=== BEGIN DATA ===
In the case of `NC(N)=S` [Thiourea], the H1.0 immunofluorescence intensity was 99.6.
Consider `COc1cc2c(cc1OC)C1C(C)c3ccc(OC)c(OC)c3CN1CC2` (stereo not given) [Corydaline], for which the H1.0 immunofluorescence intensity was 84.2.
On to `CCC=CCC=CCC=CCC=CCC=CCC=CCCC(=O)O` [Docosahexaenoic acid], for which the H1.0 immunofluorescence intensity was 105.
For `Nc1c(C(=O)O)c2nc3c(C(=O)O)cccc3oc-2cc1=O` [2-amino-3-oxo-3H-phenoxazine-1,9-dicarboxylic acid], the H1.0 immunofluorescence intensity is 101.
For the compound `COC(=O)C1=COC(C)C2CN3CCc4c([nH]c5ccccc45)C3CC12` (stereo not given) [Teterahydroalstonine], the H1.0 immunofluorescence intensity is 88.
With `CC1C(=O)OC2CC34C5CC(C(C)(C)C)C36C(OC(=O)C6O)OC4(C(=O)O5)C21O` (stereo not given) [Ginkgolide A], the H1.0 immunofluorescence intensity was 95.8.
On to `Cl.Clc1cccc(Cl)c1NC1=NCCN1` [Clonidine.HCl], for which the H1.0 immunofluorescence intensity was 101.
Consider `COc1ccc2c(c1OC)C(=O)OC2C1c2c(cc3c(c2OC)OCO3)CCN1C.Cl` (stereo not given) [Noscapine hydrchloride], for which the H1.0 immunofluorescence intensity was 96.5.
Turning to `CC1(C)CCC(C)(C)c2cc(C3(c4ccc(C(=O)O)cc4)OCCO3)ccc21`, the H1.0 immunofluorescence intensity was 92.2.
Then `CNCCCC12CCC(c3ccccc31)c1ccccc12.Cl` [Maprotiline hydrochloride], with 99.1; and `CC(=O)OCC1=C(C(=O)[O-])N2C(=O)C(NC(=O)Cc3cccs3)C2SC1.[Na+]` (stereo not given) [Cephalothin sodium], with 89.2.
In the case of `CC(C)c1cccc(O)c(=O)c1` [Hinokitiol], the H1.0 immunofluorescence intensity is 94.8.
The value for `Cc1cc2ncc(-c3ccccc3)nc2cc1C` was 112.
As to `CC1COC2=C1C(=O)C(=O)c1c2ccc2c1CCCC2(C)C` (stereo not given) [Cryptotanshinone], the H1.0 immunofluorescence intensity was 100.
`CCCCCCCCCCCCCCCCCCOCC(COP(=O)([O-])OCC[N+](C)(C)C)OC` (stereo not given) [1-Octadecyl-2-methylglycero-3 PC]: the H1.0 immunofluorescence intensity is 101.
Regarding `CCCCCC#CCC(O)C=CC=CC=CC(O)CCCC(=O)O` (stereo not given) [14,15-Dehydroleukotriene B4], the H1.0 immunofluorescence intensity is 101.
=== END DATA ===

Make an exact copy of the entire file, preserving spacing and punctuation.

In the case of `NC(N)=S` [Thiourea], the H1.0 immunofluorescence intensity was 99.6.
Consider `COc1cc2c(cc1OC)C1C(C)c3ccc(OC)c(OC)c3CN1CC2` (stereo not given) [Corydaline], for which the H1.0 immunofluorescence intensity was 84.2.
On to `CCC=CCC=CCC=CCC=CCC=CCC=CCCC(=O)O` [Docosahexaenoic acid], for which the H1.0 immunofluorescence intensity was 105.
For `Nc1c(C(=O)O)c2nc3c(C(=O)O)cccc3oc-2cc1=O` [2-amino-3-oxo-3H-phenoxazine-1,9-dicarboxylic acid], the H1.0 immunofluorescence intensity is 101.
For the compound `COC(=O)C1=COC(C)C2CN3CCc4c([nH]c5ccccc45)C3CC12` (stereo not given) [Teterahydroalstonine], the H1.0 immunofluorescence intensity is 88.
With `CC1C(=O)OC2CC34C5CC(C(C)(C)C)C36C(OC(=O)C6O)OC4(C(=O)O5)C21O` (stereo not given) [Ginkgolide A], the H1.0 immunofluorescence intensity was 95.8.
On to `Cl.Clc1cccc(Cl)c1NC1=NCCN1` [Clonidine.HCl], for which the H1.0 immunofluorescence intensity was 101.
Consider `COc1ccc2c(c1OC)C(=O)OC2C1c2c(cc3c(c2OC)OCO3)CCN1C.Cl` (stereo not given) [Noscapine hydrchloride], for which the H1.0 immunofluorescence intensity was 96.5.
Turning to `CC1(C)CCC(C)(C)c2cc(C3(c4ccc(C(=O)O)cc4)OCCO3)ccc21`, the H1.0 immunofluorescence intensity was 92.2.
Then `CNCCCC12CCC(c3ccccc31)c1ccccc12.Cl` [Maprotiline hydrochloride], with 99.1; and `CC(=O)OCC1=C(C(=O)[O-])N2C(=O)C(NC(=O)Cc3cccs3)C2SC1.[Na+]` (stereo not given) [Cephalothin sodium], with 89.2.
In the case of `CC(C)c1cccc(O)c(=O)c1` [Hinokitiol], the H1.0 immunofluorescence intensity is 94.8.
The value for `Cc1cc2ncc(-c3ccccc3)nc2cc1C` was 112.
As to `CC1COC2=C1C(=O)C(=O)c1c2ccc2c1CCCC2(C)C` (stereo not given) [Cryptotanshinone], the H1.0 immunofluorescence intensity was 100.
`CCCCCCCCCCCCCCCCCCOCC(COP(=O)([O-])OCC[N+](C)(C)C)OC` (stereo not given) [1-Octadecyl-2-methylglycero-3 PC]: the H1.0 immunofluorescence intensity is 101.
Regarding `CCCCCC#CCC(O)C=CC=CC=CC(O)CCCC(=O)O` (stereo not given) [14,15-Dehydroleukotriene B4], the H1.0 immunofluorescence intensity is 101.